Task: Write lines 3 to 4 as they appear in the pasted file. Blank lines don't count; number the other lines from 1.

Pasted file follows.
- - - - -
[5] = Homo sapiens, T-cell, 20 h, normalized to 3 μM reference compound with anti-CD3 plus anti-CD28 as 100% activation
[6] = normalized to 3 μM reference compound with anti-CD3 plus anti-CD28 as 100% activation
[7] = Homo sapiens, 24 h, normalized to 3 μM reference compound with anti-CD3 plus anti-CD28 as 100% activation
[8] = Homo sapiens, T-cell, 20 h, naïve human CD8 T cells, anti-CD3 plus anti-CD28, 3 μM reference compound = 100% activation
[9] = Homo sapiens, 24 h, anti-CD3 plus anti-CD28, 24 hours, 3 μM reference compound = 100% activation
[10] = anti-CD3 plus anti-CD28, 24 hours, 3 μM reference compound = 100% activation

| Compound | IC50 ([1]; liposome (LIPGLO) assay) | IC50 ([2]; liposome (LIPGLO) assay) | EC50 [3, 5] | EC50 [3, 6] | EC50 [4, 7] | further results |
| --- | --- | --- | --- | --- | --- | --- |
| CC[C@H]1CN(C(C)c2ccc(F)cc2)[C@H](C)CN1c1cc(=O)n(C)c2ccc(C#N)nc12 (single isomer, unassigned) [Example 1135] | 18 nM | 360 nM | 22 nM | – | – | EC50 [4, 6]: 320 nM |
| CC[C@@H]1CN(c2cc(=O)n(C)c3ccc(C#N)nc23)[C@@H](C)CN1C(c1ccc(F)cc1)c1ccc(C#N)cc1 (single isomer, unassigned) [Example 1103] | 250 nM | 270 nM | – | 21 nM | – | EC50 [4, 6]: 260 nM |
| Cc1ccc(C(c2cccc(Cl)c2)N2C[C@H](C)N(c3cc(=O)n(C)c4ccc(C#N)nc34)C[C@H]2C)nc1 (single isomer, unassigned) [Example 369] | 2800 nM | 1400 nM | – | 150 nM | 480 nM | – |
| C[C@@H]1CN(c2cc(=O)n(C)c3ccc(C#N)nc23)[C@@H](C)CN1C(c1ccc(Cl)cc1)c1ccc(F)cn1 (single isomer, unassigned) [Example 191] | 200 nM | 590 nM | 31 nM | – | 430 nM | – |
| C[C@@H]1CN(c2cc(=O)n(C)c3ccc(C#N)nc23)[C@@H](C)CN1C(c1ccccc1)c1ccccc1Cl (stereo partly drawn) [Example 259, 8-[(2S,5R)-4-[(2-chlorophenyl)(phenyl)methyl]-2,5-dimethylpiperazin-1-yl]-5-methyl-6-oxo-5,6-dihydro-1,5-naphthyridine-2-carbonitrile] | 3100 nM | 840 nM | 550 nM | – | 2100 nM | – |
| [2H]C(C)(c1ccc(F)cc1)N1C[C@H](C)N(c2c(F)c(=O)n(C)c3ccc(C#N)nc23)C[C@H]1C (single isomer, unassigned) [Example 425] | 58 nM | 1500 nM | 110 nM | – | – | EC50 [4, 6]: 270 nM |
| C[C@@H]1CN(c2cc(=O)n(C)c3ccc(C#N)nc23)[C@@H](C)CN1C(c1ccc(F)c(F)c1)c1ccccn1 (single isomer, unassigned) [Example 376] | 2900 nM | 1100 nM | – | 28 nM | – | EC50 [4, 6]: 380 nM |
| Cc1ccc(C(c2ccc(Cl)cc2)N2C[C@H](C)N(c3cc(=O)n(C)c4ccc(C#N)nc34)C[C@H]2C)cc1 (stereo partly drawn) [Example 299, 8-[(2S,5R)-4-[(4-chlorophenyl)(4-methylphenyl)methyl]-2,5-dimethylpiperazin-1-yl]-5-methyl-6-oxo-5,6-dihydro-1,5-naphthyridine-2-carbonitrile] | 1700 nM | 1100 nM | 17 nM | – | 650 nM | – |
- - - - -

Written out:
[7] = Homo sapiens, 24 h, normalized to 3 μM reference compound with anti-CD3 plus anti-CD28 as 100% activation
[8] = Homo sapiens, T-cell, 20 h, naïve human CD8 T cells, anti-CD3 plus anti-CD28, 3 μM reference compound = 100% activation